What Are the Different Methods for Calculating Depreciation?
Depreciation methodically accounts for decreases in the value of a company’s assets over time. In the United States, accountants must adhere to generally accepted accounting principles (GAAP) in calculating and reporting depreciation on financial statements. GAAP is a set of rules that includes the details, complexities, and legalities of business and corporate accounting. GAAP guidelines highlight several separate allowable methods of depreciation that accounting professionals may use.
- Depreciation accounts for decreases in the value of a company’s assets over time.
- Accountants must adhere to generally accepted accounting principles (GAAP) for depreciation.
- There are four methods for depreciation: straight line, declining balance, sum-of-the-years' digits, and units of production.
How the Different Methods of Depreciation Work
There are three methods for depreciation: straight line, declining balance, sum-of-the-years' digits, and units of production.
The straight-line method determines the estimated salvage value (scrap value) of an asset at the end of its life and then subtracts that value from its original cost. The difference is the value that is lost over time during the asset's productive use. That difference is also the total amount of depreciation that must be expensed.
Declining Balance Depreciation
The declining balance method is a type of accelerated depreciation used to write off depreciation costs more quickly and minimize tax exposure. With the declining balance method, management expenses depreciate at an accelerated rate rather than evenly over a scheduled number of years. This method is often used if an asset is expected to have greater utility in its earlier years. This method also helps to create a larger realized gain when the asset is actually sold. Some companies may also use the double-declining balance method, which is an even more aggressive depreciation method for early expense management.
Sum-of-the-Years' Digits Depreciation
The sum-of-the-years' digits method offers a depreciation rate that accelerates more than the straight-line method but less than the declining balance method. Annual depreciation is separated into fractions using the number of years of the business asset's useful life. Such assets may include buildings, machinery, furniture, equipment, vehicles, and electronics.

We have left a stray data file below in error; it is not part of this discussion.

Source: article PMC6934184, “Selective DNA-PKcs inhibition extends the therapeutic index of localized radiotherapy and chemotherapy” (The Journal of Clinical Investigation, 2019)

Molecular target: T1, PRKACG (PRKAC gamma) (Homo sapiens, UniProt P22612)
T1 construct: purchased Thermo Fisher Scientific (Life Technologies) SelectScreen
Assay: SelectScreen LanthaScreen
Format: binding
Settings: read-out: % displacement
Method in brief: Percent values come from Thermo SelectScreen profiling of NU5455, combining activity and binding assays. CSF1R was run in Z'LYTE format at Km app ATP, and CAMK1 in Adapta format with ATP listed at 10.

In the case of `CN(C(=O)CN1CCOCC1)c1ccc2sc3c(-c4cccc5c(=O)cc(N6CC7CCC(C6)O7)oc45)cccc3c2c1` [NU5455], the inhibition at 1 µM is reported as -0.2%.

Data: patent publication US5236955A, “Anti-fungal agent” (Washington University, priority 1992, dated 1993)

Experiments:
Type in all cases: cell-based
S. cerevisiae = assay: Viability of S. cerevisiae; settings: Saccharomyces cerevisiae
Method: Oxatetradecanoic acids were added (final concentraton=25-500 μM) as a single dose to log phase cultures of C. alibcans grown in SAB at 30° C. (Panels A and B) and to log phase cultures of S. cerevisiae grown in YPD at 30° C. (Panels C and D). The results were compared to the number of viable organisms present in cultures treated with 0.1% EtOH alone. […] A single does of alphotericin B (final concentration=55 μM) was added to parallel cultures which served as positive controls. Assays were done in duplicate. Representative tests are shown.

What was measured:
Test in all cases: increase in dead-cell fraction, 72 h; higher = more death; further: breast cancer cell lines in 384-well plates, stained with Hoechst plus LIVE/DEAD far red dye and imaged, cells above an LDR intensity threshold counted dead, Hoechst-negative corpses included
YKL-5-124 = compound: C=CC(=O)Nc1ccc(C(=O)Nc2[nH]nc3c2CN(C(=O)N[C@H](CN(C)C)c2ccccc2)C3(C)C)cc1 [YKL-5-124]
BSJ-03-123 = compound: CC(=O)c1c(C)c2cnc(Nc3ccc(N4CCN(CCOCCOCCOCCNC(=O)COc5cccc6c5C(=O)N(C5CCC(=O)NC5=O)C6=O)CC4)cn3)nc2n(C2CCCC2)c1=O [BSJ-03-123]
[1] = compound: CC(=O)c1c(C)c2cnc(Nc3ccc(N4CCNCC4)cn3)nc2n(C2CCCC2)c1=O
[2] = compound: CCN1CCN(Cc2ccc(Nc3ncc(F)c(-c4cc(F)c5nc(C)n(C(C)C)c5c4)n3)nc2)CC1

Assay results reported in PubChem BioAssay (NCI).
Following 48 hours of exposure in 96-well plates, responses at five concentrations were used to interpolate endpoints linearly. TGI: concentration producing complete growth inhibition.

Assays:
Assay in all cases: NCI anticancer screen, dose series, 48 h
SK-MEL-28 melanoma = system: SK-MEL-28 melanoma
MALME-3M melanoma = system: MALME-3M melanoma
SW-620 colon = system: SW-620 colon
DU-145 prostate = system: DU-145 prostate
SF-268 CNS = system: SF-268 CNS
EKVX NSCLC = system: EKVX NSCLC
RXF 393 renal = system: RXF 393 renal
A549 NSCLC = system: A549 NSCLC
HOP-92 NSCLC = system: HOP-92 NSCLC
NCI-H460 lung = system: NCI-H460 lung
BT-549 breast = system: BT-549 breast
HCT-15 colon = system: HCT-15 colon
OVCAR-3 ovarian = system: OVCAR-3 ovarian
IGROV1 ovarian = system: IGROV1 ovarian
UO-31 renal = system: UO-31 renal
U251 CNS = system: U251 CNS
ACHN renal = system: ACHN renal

To cite an example, consider an asset with a useful life of five years, which will have a sum-of-the-years value of 15 (5 + 4 + 3 + 2 + 1). The first year is assigned a value of 5, the second year value of 4, and so on. The depreciation rate for the first year is the straight-line value multiplied by the first year's fraction (5 ÷ 15, or one-third).
Sometimes called the “SYD” method, this approach is also more appropriate than the straight-line depreciation model if an asset depreciates more quickly or has greater production capacity during its earlier years.
Units of Production Depreciation
Units of production assigns an equal expense rate to each unit produced, which makes it most useful for assembly or production lines. The formula involves using historical costs (the price of an asset based on its nominal or original cost when acquired by the company) and estimated salvage values. The method then determines the expense for the accounting period multiplied by the number of units produced.
Overall, companies have several different options for depreciating the value of an asset over time. Most companies use a standard depreciation methodology for all of the company’s assets. Thus, depreciation methodologies are typically industry-specific.